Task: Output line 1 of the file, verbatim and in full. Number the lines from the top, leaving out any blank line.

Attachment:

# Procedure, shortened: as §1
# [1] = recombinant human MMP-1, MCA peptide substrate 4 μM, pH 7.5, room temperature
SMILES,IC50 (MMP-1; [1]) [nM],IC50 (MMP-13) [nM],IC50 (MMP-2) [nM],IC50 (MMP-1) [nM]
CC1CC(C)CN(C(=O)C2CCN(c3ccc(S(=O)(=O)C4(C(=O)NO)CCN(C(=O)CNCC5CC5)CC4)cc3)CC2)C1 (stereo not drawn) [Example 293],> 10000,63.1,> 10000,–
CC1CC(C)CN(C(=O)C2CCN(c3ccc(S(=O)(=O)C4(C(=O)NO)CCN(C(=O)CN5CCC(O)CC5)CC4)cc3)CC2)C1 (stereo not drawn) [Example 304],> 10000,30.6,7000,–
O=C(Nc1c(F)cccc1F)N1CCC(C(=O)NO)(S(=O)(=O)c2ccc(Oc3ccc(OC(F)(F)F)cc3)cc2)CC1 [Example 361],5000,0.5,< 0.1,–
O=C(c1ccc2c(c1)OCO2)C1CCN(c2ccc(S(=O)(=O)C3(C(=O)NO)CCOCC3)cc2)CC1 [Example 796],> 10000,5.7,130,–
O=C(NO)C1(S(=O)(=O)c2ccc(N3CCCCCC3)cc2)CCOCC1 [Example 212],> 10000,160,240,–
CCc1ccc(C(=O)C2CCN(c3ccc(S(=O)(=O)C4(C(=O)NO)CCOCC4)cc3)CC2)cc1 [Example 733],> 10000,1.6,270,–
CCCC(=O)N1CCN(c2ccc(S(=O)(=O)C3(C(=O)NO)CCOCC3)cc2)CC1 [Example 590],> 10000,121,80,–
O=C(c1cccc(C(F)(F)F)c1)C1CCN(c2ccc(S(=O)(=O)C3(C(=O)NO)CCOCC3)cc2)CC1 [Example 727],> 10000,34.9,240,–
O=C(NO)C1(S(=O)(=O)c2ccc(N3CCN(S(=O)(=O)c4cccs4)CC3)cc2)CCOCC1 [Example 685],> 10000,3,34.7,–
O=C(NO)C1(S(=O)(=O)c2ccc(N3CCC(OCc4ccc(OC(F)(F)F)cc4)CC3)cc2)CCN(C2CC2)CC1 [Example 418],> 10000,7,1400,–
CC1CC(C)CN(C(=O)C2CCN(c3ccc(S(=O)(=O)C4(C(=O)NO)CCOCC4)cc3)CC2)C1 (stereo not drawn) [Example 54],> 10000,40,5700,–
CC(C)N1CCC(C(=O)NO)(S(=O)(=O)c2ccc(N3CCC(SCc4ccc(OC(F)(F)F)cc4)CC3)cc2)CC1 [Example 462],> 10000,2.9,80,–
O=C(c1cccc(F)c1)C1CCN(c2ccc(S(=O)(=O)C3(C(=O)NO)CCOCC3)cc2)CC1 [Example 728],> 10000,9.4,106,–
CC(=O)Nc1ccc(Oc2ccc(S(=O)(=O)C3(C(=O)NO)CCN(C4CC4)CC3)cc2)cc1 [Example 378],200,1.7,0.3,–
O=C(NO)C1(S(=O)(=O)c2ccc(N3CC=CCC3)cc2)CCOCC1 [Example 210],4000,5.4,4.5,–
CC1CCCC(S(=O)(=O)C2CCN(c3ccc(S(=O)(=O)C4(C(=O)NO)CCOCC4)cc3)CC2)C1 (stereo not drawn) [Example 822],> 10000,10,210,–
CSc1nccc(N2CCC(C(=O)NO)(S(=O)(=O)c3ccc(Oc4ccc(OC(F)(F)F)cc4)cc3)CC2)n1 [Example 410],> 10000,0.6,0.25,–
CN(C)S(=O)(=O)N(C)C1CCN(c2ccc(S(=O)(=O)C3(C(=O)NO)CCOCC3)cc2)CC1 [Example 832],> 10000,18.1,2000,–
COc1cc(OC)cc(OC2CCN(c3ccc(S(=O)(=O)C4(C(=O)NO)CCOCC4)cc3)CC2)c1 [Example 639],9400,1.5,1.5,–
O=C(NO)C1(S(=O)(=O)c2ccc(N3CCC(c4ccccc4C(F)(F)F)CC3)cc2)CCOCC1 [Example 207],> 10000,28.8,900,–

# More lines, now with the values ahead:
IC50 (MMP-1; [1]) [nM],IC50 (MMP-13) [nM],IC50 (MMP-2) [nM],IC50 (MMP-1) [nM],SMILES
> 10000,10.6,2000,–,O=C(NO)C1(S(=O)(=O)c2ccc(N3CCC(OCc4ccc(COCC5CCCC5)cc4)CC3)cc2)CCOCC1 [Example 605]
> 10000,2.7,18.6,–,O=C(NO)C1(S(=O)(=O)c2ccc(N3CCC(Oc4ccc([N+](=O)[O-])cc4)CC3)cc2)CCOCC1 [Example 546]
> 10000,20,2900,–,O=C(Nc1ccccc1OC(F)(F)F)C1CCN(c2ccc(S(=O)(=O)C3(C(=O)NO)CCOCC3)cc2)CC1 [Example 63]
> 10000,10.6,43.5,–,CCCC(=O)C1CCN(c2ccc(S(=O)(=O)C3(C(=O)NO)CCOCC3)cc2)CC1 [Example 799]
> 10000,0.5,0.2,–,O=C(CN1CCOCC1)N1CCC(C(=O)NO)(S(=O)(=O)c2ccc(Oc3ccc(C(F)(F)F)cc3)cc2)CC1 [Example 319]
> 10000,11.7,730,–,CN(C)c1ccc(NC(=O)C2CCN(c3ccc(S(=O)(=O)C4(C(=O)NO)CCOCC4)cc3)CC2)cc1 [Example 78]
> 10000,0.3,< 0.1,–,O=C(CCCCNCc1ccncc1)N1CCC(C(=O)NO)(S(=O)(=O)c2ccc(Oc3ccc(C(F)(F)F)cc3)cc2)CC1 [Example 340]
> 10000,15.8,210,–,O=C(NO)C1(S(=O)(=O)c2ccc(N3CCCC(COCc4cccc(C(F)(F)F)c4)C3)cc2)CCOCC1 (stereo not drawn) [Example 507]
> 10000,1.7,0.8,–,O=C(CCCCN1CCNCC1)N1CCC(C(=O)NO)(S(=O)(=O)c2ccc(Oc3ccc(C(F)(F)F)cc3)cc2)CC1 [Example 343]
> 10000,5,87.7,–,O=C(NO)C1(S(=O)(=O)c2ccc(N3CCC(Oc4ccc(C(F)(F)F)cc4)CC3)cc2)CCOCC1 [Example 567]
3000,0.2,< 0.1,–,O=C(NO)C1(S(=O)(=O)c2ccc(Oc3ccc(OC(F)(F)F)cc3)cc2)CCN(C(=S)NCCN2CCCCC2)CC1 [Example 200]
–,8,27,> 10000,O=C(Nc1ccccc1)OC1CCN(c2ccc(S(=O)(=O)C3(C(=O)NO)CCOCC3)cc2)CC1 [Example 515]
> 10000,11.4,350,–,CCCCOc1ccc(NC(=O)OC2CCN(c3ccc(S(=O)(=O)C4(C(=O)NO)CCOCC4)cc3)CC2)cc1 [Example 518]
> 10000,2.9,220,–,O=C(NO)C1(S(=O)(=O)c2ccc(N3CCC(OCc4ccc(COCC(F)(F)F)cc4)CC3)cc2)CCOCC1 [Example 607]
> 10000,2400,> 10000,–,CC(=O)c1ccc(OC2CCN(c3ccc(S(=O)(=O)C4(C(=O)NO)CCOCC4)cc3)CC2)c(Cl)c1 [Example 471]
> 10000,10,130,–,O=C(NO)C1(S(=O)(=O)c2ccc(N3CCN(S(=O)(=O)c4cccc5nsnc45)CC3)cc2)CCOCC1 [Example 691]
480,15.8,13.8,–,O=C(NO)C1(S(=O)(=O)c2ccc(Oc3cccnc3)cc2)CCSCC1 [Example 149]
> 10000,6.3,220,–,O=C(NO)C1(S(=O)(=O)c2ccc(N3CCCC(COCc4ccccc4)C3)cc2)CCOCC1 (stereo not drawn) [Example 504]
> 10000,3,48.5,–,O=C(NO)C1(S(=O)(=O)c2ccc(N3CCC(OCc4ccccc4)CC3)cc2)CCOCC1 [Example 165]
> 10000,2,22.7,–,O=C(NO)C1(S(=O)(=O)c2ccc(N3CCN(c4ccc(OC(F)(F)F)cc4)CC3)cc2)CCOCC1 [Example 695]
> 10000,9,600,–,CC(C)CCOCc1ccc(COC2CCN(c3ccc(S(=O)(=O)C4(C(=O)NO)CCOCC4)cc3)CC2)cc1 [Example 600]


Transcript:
# Procedure, shortened: as §1